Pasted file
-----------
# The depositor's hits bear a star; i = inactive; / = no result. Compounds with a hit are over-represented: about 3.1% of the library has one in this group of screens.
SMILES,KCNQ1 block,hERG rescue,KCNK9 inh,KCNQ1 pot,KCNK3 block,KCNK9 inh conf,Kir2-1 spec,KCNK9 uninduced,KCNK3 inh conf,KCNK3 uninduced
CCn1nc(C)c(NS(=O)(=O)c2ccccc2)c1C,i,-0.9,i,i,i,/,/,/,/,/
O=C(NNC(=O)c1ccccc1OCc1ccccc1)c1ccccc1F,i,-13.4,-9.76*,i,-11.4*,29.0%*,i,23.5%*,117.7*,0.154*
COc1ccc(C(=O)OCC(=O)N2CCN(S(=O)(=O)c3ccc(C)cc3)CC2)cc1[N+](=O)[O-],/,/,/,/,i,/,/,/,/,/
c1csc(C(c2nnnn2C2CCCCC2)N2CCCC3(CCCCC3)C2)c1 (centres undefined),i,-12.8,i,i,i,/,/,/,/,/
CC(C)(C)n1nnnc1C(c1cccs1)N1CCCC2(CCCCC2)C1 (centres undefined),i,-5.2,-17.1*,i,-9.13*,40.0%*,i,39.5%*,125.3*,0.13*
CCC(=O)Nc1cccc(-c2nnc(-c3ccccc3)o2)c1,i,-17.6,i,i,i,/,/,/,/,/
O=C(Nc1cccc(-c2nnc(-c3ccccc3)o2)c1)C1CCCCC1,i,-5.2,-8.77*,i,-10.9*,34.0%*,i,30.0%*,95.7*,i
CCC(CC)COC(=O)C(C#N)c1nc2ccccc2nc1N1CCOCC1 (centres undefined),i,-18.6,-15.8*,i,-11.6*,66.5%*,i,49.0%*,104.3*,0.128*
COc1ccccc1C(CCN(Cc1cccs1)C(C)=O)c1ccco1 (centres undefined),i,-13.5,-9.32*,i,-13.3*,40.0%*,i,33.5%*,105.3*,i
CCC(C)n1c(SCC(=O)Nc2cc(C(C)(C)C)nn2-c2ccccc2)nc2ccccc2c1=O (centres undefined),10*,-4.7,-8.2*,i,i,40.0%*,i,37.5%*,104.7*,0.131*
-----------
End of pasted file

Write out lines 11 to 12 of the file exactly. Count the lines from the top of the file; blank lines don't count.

COc1ccccc1C(CCN(Cc1cccs1)C(C)=O)c1ccco1 (centres undefined),i,-13.5,-9.32*,i,-13.3*,40.0%*,i,33.5%*,105.3*,i
CCC(C)n1c(SCC(=O)Nc2cc(C(C)(C)C)nn2-c2ccccc2)nc2ccccc2c1=O (centres undefined),10*,-4.7,-8.2*,i,i,40.0%*,i,37.5%*,104.7*,0.131*